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There's a table in Kaplan Lecture Notes which summerizes the effects of various maneuvers on the systolic murmurs of aortic stenosis, hypertrophic obstructive cardiomyopahty, VSD, and mitral regurg.

I am finding hard times memorizing it. And also I can't understand the underlying pathophysiology as it's not explained. And also what's handgrip?

Please if you can share your thoughts about that terrible table.

Thanking you in advance
 

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Pathophysiology and memorizing that table

I don't think that table is really important for the CK exam. Exam cases are usually differentiated on the basis of other more important characteristics and patient's history rather than merely the effects of these maneuvers.

However, here's some help with table.

First of all swipe off the middle column "Squatting". The lateral four columns are just opposite each other. Valsalva is the opposite of leg raising and that makes sense because Valsalva decreases venous return while leg raising increases venous return. Phenylphrine is the opposite of Amyl Nitrite that makes sense because the first is a constrictor while the other is a dilator.

Take phenylphrine in AS. You'll see that the murmur decreases this is because you constricted the arterioles and so you increased the preload and so less flow across the aortic valve (therefore more flow in the other channels like flowing back through MR or through VSD increasing the intensity of their respective murmurs). Once you memorize this then everything else is a game of oppisites. 2nd column opposite of 4th and 1st column opposite of 5th column. Likewise, AS/HOCM opposites of VSD/MR. The only exception to this rule is HOCM in Valsalva and Leg raising.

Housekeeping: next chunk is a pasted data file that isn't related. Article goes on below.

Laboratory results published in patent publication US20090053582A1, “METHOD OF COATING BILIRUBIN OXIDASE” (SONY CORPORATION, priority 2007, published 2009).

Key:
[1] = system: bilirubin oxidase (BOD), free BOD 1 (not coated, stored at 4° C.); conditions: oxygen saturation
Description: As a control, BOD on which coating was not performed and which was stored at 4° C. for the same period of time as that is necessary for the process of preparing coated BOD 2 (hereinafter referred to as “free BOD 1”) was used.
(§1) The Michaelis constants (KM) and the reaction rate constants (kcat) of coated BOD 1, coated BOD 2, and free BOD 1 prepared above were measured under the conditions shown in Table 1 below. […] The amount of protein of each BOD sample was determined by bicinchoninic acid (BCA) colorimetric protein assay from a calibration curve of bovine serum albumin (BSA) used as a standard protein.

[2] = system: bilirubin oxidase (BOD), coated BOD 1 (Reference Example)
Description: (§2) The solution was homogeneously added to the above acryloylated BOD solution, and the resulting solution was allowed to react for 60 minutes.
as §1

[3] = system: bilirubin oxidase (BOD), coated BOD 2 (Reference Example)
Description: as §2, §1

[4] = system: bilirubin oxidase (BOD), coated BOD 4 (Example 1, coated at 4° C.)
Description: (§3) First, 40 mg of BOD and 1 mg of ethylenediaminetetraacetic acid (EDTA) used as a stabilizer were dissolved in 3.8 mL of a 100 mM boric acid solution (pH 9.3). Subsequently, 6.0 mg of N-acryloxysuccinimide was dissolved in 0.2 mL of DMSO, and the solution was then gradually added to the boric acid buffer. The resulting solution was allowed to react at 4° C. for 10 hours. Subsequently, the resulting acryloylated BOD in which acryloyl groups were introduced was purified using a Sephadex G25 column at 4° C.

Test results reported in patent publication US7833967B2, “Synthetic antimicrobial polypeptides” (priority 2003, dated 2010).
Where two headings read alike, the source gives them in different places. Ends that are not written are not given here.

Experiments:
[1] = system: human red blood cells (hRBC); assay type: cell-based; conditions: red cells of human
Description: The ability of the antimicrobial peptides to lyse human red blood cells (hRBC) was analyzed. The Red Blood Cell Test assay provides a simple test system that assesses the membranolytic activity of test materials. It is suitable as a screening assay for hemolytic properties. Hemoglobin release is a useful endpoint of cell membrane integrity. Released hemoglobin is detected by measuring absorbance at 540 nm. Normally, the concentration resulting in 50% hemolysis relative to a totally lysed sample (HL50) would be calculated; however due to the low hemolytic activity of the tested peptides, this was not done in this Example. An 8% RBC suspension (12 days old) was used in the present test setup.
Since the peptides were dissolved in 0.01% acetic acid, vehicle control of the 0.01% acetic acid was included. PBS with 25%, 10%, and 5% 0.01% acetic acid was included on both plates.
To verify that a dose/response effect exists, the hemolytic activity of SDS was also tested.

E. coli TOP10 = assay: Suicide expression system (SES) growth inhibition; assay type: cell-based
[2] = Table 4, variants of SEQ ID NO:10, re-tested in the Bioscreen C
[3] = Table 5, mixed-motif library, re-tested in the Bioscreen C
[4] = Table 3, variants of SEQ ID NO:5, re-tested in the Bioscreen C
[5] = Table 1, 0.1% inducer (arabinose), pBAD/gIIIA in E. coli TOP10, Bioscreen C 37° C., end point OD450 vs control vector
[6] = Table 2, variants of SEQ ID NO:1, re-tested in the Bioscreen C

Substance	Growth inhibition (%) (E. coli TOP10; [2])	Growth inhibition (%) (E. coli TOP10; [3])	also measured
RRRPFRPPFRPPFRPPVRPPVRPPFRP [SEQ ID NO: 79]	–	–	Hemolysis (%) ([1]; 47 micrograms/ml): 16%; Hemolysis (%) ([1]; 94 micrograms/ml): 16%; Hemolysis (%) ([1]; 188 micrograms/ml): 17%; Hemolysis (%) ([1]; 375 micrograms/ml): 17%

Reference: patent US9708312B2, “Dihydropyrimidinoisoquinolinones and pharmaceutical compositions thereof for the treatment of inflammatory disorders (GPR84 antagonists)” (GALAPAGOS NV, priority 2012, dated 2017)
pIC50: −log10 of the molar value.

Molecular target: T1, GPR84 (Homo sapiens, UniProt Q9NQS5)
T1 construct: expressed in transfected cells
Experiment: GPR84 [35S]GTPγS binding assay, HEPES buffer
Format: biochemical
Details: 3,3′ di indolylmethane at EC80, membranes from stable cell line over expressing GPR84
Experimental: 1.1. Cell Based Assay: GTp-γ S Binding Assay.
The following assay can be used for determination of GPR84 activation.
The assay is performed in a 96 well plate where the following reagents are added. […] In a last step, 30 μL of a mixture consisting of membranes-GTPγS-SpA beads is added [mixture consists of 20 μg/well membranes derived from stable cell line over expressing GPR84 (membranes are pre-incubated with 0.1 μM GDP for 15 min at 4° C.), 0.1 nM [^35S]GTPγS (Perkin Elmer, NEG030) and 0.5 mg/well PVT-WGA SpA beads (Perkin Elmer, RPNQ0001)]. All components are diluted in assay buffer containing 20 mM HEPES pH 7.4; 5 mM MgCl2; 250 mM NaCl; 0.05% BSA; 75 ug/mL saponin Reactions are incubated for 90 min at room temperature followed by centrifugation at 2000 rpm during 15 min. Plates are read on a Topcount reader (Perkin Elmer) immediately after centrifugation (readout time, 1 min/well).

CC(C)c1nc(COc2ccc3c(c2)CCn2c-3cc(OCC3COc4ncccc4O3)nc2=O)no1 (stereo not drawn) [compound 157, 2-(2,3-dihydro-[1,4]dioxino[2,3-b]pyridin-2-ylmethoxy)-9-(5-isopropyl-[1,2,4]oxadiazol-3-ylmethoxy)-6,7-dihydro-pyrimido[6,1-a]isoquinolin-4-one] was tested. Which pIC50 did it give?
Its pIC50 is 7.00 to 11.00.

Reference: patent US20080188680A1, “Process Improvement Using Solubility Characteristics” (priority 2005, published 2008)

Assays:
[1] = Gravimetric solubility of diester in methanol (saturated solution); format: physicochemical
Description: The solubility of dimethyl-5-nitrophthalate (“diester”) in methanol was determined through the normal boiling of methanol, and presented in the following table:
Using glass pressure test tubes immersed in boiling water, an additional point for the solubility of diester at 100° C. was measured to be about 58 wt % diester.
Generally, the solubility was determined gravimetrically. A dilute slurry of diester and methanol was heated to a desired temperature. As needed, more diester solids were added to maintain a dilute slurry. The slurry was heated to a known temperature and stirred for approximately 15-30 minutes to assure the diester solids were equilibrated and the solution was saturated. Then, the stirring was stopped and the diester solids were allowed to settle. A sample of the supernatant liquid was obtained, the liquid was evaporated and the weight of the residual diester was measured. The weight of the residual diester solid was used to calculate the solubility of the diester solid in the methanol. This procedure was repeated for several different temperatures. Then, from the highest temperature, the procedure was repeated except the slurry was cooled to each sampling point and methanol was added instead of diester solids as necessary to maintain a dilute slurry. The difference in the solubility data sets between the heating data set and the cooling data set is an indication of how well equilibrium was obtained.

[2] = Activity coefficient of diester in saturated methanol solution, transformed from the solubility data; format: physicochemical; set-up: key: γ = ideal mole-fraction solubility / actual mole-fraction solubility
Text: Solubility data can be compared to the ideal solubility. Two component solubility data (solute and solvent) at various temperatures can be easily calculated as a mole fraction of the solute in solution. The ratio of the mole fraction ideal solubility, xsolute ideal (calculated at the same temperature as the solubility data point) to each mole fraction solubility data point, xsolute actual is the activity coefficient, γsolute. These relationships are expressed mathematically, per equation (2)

Hope this helps a little.

But as I told you don't spend time trying to memorize. It's not going to benefit you on the exam.
 

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I don't think that table is really important for the CK exam. Exam cases are usually differentiated on the basis of other more important characteristics and patient's history rather than merely the effects of these maneuvers.

However, here's some help with table.

First of all swipe off the middle column "Squatting". The lateral four columns are just opposite each other. Valsalva is the opposite of leg raising and that makes sense because Valsalva decreases venous return while leg raising increases venous return. Phenylphrine is the opposite of Amyl Nitrite that makes sense because the first is a constrictor while the other is a dilator.

Take phenylphrine in AS. You'll see that the murmur decreases this is because you constricted the arterioles and so you increased the preload and so less flow across the aortic valve (therefore more flow in the other channels like flowing back through MR or through VSD increasing the intensity of their respective murmurs). Once you memorize this then everything else is a game of oppisites. 2nd column opposite of 4th and 1st column opposite of 5th column. Likewise, AS/HOCM opposites of VSD/MR. The only exception to this rule is HOCM in Valsalva and Leg raising.

Hope this helps a little.

But as I told you don't spend time trying to memorize. It's not going to benefit you on the exam.
Does Increasing afterload intensify murmer of MVP or decrease it like HOCM ??? What is the mechanism of so in MVP ?
 

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cardiac murmurs

Does Increasing afterload intensify murmer of MVP or decrease it like HOCM ??? What is the mechanism of so in MVP ?
Increasing afterload will intensify the murmur of MVP as there is an obstruction to LV emptying so there is more regurgitation during that time into the LA as that is a path of less resistance .
In HOCM the IVS is hypertrophied and obstructs the outlet by the anterior mitral valve leaflet and hence obstructs LV outlet. This obstruction will be enhanced if LV volume is decreased and murmur will increase.Hence in HOCM the preload will determine the intensity of murmur.
 
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